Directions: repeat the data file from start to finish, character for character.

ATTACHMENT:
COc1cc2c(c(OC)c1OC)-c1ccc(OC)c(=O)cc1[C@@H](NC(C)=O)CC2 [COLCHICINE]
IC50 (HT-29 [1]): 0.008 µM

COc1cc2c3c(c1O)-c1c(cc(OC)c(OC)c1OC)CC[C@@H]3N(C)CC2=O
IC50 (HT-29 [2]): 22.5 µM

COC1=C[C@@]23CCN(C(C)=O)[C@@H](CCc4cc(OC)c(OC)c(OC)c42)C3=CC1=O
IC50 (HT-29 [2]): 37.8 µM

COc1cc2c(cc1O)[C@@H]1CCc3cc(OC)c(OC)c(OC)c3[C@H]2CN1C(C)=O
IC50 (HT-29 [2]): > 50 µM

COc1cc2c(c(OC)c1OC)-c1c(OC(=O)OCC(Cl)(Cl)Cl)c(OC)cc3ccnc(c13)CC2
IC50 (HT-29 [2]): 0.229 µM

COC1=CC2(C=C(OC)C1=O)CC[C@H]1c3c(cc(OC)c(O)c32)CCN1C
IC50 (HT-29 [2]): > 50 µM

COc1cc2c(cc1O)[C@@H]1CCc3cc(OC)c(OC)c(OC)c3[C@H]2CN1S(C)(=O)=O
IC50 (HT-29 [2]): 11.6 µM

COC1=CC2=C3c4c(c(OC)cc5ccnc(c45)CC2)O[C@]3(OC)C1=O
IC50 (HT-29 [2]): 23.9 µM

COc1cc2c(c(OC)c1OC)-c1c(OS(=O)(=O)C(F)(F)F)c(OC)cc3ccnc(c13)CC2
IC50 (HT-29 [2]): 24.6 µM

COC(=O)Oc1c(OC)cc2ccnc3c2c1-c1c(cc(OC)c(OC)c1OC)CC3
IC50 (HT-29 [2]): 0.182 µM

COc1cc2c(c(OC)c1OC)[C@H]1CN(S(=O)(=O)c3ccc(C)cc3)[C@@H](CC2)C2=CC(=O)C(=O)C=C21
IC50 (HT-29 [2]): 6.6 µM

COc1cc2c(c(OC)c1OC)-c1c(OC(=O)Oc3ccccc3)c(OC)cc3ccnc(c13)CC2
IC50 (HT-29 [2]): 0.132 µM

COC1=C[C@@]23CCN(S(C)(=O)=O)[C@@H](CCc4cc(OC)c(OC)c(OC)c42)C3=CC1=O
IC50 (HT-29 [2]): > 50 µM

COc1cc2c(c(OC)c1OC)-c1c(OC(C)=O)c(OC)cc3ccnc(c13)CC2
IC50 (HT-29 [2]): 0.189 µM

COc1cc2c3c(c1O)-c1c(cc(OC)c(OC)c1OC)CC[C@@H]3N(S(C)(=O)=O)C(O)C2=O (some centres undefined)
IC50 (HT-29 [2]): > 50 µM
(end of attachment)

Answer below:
COc1cc2c(c(OC)c1OC)-c1ccc(OC)c(=O)cc1[C@@H](NC(C)=O)CC2 [COLCHICINE]
IC50 (HT-29 [1]): 0.008 µM

COc1cc2c3c(c1O)-c1c(cc(OC)c(OC)c1OC)CC[C@@H]3N(C)CC2=O
IC50 (HT-29 [2]): 22.5 µM

COC1=C[C@@]23CCN(C(C)=O)[C@@H](CCc4cc(OC)c(OC)c(OC)c42)C3=CC1=O
IC50 (HT-29 [2]): 37.8 µM

COc1cc2c(cc1O)[C@@H]1CCc3cc(OC)c(OC)c(OC)c3[C@H]2CN1C(C)=O
IC50 (HT-29 [2]): > 50 µM

COc1cc2c(c(OC)c1OC)-c1c(OC(=O)OCC(Cl)(Cl)Cl)c(OC)cc3ccnc(c13)CC2
IC50 (HT-29 [2]): 0.229 µM

COC1=CC2(C=C(OC)C1=O)CC[C@H]1c3c(cc(OC)c(O)c32)CCN1C
IC50 (HT-29 [2]): > 50 µM

COc1cc2c(cc1O)[C@@H]1CCc3cc(OC)c(OC)c(OC)c3[C@H]2CN1S(C)(=O)=O
IC50 (HT-29 [2]): 11.6 µM

COC1=CC2=C3c4c(c(OC)cc5ccnc(c45)CC2)O[C@]3(OC)C1=O
IC50 (HT-29 [2]): 23.9 µM

COc1cc2c(c(OC)c1OC)-c1c(OS(=O)(=O)C(F)(F)F)c(OC)cc3ccnc(c13)CC2
IC50 (HT-29 [2]): 24.6 µM

COC(=O)Oc1c(OC)cc2ccnc3c2c1-c1c(cc(OC)c(OC)c1OC)CC3
IC50 (HT-29 [2]): 0.182 µM

COc1cc2c(c(OC)c1OC)[C@H]1CN(S(=O)(=O)c3ccc(C)cc3)[C@@H](CC2)C2=CC(=O)C(=O)C=C21
IC50 (HT-29 [2]): 6.6 µM

COc1cc2c(c(OC)c1OC)-c1c(OC(=O)Oc3ccccc3)c(OC)cc3ccnc(c13)CC2
IC50 (HT-29 [2]): 0.132 µM

COC1=C[C@@]23CCN(S(C)(=O)=O)[C@@H](CCc4cc(OC)c(OC)c(OC)c42)C3=CC1=O
IC50 (HT-29 [2]): > 50 µM

COc1cc2c(c(OC)c1OC)-c1c(OC(C)=O)c(OC)cc3ccnc(c13)CC2
IC50 (HT-29 [2]): 0.189 µM

COc1cc2c3c(c1O)-c1c(cc(OC)c(OC)c1OC)CC[C@@H]3N(S(C)(=O)=O)C(O)C2=O (some centres undefined)
IC50 (HT-29 [2]): > 50 µM